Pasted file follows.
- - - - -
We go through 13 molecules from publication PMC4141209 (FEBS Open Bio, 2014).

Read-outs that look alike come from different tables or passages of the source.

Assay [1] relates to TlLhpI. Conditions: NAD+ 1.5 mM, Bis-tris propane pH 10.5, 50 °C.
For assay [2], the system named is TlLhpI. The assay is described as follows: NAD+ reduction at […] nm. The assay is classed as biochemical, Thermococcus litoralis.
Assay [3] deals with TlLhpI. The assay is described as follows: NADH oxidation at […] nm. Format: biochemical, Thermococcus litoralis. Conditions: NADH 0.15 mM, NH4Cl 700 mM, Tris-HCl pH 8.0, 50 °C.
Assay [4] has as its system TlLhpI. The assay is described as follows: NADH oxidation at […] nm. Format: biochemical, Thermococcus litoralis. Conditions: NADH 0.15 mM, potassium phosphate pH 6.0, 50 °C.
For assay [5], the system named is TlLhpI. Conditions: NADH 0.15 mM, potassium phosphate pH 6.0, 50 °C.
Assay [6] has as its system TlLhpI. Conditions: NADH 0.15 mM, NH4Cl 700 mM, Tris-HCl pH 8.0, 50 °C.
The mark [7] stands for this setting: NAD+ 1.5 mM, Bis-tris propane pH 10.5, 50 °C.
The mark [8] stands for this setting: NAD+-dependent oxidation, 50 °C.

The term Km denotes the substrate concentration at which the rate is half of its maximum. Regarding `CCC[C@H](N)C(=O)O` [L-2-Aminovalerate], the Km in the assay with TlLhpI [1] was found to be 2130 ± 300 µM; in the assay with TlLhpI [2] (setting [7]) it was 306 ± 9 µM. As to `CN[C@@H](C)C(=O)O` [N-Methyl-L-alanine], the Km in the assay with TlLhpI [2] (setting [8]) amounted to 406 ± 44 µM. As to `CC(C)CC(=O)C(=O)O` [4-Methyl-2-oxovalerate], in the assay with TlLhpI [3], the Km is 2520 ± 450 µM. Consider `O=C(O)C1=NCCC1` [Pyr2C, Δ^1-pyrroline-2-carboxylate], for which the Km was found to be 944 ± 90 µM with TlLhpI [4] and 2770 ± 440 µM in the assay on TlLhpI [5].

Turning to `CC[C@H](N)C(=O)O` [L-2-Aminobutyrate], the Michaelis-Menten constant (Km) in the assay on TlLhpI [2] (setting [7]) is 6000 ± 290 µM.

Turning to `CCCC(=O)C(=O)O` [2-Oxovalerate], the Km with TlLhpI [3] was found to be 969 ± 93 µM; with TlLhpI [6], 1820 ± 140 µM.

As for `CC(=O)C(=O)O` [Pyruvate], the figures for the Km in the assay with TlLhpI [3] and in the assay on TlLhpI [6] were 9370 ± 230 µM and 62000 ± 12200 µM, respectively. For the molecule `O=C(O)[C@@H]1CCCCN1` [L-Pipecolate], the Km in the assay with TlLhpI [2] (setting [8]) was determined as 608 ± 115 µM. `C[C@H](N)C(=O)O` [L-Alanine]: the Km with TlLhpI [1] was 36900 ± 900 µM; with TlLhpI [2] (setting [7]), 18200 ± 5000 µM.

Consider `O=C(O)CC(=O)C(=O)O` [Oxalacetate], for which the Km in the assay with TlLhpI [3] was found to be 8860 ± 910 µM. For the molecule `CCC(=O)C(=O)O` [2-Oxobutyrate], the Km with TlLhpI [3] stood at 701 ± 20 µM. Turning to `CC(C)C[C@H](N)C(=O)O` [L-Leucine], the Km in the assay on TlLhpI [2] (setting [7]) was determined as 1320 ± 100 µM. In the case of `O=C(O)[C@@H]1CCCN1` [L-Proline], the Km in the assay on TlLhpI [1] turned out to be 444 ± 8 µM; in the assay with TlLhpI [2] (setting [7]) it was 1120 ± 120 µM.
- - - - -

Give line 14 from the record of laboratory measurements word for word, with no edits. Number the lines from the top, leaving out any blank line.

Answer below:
As for `CC(=O)C(=O)O` [Pyruvate], the figures for the Km in the assay with TlLhpI [3] and in the assay on TlLhpI [6] were 9370 ± 230 µM and 62000 ± 12200 µM, respectively. For the molecule `O=C(O)[C@@H]1CCCCN1` [L-Pipecolate], the Km in the assay with TlLhpI [2] (setting [8]) was determined as 608 ± 115 µM. `C[C@H](N)C(=O)O` [L-Alanine]: the Km with TlLhpI [1] was 36900 ± 900 µM; with TlLhpI [2] (setting [7]), 18200 ± 5000 µM.